The End of Low-Cost Flights
With low cost carries going out of business and less competition, we will likely see consolidation in the airline industry. For obvious reasons this does not bode well for travelers and we will likely see rising ticket prices. As airlines look to cut costs and streamline operations we will likely see less direct flights as well, which in-turn, will make air travel a longer and more expensive experience. Virgin Trains may stand to benefit from this predicament if they are able to provide more regular service and a less crowded/socially-distanced travel experience then air travel.
Florida is already one of the fastest growing states in the country. With no state income tax, great weather year round and a relatively low cost of living, Florida, at the very least, will likely continue to grow at a similar pace. If anything, Covid-19 may even accelerate migration from the Northeast, Midwest and Latin America. We’re already seeing strong demand coming from these regions since our crisis began.
Mobility and Development in Florida
According to some of my sources in the 305, Virgin Trains will likely not restart service until the Orlando connection is complete. Covid19 has clearly impacted Virgin Trains service and a large number of Virgin Trains/Brightline staff were laid off when the company suspended service indefinitely back in March. Even with this huge setback, I’m optimistic about the future of rail travel in Florida. In addition to the significant investments that Virgin Trains has made, there are large contributions being made by cities, counties and even the State.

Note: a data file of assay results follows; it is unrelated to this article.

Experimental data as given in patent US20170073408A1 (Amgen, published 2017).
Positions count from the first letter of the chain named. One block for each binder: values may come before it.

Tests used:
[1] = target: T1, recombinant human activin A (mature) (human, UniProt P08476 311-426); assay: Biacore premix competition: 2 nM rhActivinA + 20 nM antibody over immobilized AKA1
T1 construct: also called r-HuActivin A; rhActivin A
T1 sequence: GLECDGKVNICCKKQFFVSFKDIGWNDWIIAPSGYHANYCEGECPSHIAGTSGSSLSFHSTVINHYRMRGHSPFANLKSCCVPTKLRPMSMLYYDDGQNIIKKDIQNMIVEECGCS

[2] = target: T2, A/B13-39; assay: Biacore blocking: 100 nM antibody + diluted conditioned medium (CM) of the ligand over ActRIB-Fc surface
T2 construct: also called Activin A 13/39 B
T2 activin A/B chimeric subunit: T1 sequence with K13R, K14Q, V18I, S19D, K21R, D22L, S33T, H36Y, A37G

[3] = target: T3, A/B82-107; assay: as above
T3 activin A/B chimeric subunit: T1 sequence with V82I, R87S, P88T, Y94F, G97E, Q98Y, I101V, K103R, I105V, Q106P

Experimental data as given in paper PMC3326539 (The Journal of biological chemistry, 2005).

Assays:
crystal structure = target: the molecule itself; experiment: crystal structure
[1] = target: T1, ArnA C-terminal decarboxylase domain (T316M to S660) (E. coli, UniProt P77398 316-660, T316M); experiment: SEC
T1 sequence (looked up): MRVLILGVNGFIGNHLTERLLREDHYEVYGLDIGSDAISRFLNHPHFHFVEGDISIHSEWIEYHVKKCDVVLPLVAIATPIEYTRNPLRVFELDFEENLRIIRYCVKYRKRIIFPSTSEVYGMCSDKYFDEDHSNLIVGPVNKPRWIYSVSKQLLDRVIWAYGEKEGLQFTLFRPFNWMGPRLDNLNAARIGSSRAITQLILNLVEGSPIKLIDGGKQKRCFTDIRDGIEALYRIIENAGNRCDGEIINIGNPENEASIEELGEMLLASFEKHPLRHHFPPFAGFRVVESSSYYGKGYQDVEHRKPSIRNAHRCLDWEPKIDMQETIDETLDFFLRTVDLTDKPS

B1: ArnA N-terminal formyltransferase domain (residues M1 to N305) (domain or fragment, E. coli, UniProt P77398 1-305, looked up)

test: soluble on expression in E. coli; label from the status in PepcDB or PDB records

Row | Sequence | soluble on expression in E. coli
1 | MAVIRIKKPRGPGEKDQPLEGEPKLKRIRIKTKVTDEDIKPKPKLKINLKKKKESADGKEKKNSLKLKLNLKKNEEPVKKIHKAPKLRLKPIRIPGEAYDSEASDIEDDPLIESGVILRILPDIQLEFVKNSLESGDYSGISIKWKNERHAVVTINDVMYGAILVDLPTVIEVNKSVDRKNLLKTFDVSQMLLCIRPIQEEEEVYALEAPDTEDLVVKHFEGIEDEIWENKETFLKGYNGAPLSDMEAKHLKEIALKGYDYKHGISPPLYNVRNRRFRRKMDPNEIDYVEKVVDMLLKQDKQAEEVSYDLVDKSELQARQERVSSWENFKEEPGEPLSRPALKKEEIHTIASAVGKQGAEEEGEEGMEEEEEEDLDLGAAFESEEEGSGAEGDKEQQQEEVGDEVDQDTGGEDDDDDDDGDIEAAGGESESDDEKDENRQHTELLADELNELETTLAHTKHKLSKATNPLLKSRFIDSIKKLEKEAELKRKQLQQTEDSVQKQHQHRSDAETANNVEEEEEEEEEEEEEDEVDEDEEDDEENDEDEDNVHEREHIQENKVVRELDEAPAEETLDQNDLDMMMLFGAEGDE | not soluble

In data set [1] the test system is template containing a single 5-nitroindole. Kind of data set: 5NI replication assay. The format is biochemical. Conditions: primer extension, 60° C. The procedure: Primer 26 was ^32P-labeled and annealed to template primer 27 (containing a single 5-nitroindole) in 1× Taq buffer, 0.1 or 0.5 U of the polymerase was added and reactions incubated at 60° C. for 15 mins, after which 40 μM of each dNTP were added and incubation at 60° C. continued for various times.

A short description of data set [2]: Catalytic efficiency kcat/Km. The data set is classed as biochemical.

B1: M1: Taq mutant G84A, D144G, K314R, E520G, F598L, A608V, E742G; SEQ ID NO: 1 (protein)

Virgin Trains will soon connect to the commuter TriRail service in South Florida via Miami Central Station and Virgin Trains will eventually connect with commuter SunRail service in Central Florida. Very quickly, we can see that a Florida rail network is possible if we can fill in a couple of crucial missing links which are now within reach.
Transit Oriented Development opportunities are ripe for the picking in Florida if cities can get their zoning right around train stations. Eliminating parking requirements, encouraging mixed-uses and increasing density around stations will lead to more attractive development opportunities for developers to build, healthy, walkable communities. Covid-19 may have slowed the broader urban renewal development patterns that urbanists have enjoyed during the past 15-20 years, but the mass-exodus to suburbs that we read about in the newspaper headlines will likely be short lived.